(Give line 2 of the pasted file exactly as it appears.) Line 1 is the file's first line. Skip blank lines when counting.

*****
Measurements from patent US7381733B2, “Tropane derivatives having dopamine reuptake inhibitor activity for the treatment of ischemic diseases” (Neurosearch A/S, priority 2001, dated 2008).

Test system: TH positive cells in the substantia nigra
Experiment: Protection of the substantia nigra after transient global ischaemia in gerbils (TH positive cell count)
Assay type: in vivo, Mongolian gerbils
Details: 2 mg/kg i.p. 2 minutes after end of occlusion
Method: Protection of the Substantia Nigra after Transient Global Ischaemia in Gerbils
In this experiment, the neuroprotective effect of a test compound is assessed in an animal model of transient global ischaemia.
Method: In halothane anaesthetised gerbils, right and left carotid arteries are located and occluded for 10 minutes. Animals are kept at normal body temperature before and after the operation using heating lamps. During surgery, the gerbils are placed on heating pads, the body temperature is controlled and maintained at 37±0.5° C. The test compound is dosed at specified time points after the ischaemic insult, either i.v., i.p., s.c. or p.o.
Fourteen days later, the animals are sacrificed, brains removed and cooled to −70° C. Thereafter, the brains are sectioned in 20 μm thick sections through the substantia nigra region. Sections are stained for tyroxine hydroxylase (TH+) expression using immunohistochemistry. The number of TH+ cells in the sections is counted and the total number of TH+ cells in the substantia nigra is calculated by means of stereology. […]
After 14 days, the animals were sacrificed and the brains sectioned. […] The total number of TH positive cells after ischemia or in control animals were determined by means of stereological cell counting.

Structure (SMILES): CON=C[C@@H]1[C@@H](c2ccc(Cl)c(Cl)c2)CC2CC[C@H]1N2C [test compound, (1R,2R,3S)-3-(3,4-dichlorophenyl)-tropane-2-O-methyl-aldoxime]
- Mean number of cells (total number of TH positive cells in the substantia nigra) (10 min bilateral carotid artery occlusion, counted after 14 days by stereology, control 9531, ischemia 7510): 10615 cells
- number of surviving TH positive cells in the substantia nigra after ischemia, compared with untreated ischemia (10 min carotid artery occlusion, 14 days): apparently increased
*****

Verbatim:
Test system: TH positive cells in the substantia nigra